If you go
What: Gresham High School Theatre Arts Department presents "Joseph and the the Amazing Technicolor Dreamcoat"
When: 7 p.m. May 9-10 and 16-18
Where: Mountainview Christian Church, 1890 N.E. Cleveland Ave., Gresham.
Tickets: $14 adults, $12 students and seniors, available at door or visit ghsdrama.ticketleap.com
Like most Gresham High School students, senior Joshua Barcroft has studied plenty of English, science, math, theater and other conventional subjects during his four years there. What's turned out to be one of his final assignments, however — learning to move and sing like Elvis Presley in his prime — falls decidedly outside the box of traditional curriculum.
That's indeed what was required by taking on the role of Pharoah in the upcoming GHS Performing Arts Department production of "Joseph and the Amazing Technicolor Dreamcoat." If Barcroft had any reservations about swiveling his hips and passionately growling out songs before his classmates and parents, he got over it pretty quickly.
"It's such a fun character to play, taking on the role of Elvis Presley," he says. "I get to act as he did, every little leg movement he had, the way he talks, his voice — I get to be a part of that. I'm playing this almighty character who changes into this Elvis vibe. It's so much fun to perform, especially as the Pharoah."
Gresham High presents "Joseph," the 50-year-old musical by Andrew Lloyd Weber and Tim Rice based on the Biblical story of Joseph in the Book of Genesis, in performances at 7 p.m. May 9-10 and 16-18 at Mountainview Christian Church, 1890 N.E. Cleveland Ave., Gresham. Tickets are $14 for adults, and $12 for students and seniors.
Synopses of "Joseph" describe the Pharaoh character as the most powerful man in Egypt who's considered a God on earth. In his dreams, Joseph elevates him to one of the highest positions in his government.
Barcroft's homework included studying oodles of YouTube footage devoted to the late King of Rock 'n Roll.
"Oh (I watched) tons!" he says. "The most I studied was (1957 movie) 'Jailhouse Rock'. I was watching it in slo-mo — every move and little dip of his legs. When I get to the end of (the production), I can go as all-out as I want. That's the best part of it, going all-out in the end. Everyone is in awe about it."
The performances take place at the church because major renovations are underway at Gresham High School, whose old auditorium is being replaced with a state-of-the-art theater.
For Sara Dempsey, Gresham High's theater arts director, the physical displacement — requiring most rehearsals to be held in the school's wrestling mat room — works to the show's advantage.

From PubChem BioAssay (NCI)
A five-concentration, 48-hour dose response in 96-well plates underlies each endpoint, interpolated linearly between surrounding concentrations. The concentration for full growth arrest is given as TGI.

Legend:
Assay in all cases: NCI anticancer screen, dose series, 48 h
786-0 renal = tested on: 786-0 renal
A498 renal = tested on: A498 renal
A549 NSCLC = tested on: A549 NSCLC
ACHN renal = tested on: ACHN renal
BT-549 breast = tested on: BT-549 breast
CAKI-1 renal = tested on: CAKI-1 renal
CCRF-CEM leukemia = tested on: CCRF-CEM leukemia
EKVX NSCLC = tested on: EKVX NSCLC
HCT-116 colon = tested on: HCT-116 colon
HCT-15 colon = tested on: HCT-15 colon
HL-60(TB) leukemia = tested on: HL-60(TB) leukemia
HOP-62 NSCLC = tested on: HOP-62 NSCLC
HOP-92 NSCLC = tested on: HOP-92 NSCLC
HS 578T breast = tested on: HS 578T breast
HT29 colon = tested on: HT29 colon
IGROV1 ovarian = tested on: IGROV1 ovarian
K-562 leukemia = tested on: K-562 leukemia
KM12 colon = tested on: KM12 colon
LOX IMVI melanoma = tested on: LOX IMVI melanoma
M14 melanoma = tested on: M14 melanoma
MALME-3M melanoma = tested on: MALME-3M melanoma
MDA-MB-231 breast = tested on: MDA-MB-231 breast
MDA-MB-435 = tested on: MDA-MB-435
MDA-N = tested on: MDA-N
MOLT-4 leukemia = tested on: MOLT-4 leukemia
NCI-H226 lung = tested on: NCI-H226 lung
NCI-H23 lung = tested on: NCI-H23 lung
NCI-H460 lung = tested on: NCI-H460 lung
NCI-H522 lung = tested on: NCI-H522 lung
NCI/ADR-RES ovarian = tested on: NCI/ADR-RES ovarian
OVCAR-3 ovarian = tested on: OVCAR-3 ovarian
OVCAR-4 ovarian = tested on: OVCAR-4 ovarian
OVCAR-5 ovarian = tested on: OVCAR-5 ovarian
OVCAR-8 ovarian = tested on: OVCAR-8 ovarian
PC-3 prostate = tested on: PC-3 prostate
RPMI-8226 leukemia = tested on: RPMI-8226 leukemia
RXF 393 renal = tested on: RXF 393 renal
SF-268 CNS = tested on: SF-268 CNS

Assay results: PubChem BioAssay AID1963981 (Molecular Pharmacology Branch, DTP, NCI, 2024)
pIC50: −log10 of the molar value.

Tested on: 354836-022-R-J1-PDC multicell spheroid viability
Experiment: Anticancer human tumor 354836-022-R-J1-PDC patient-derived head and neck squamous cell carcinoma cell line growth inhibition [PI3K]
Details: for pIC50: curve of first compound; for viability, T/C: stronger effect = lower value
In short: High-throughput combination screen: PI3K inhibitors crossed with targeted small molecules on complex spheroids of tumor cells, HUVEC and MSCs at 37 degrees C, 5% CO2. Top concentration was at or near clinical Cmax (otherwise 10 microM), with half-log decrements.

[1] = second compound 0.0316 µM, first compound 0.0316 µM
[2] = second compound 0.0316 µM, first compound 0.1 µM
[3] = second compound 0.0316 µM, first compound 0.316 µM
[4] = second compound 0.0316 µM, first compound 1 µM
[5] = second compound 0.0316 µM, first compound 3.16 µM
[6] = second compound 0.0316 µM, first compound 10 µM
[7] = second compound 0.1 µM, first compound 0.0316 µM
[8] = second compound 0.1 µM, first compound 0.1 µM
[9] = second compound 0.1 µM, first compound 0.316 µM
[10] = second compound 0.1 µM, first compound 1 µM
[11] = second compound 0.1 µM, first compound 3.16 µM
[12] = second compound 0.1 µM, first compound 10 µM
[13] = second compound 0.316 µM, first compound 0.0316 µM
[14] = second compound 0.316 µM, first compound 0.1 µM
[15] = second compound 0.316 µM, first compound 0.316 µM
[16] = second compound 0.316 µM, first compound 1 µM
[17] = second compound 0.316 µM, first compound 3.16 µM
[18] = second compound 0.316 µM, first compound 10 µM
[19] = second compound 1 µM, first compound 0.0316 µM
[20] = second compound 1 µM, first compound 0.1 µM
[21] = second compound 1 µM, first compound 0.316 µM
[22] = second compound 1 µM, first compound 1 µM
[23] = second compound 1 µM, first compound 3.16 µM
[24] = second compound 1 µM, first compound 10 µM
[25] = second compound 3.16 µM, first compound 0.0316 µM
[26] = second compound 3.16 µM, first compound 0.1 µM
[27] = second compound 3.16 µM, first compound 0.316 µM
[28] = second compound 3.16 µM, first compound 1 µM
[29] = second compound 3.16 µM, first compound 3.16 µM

"I thought ("Joseph") was a really good story that showcased our students well," she says. "I thought it was appropriate for us to do a biblical story at a church."
Now in her 26th year with the theater department, Dempsey has been floored by the talent and charisma of her current performers, including the 36 cast members of "Joseph."
"These seniors are one of the strongest groups of seniors I've ever had: talent-wise, vocal-wise, acting, commitment, hard working," she says. "It's just an amazing group of kids."
The uplifting theme of "Joseph" mirrors what Dempsey sees in this group of seniors, who are inspired by the prospect of a new GHS theater even though they won't get to perform in it as students.
"The theme is following dreams and making dreams — like the brand-new auditorium — come true," she says. "All the songs really help us go in that direction and feel that message. It's an upbeat way to approach life right now."
After graduation, Barcroft, 18, plans to further his stage construction experience in a carpentry trade-school program. Now he beams with pride about his fellow theater students' accomplishments this season — under often-taxing circumstances.
"I'm really proud of our department, just because we've had to go through so many things: moving everything out, losing the auditorium, rehearsing in the cafeteria, moving to the mat room. It's been crazy," he says. "One of our main props people, an adult, recently passed away. He was the one who spiced up everything.
"We haven't been able to do as many shows," Barcroft continues, "but we've been able to get through it. No matter what hardships we've had, we've been able to pull together as a department and be able to get through everything together."
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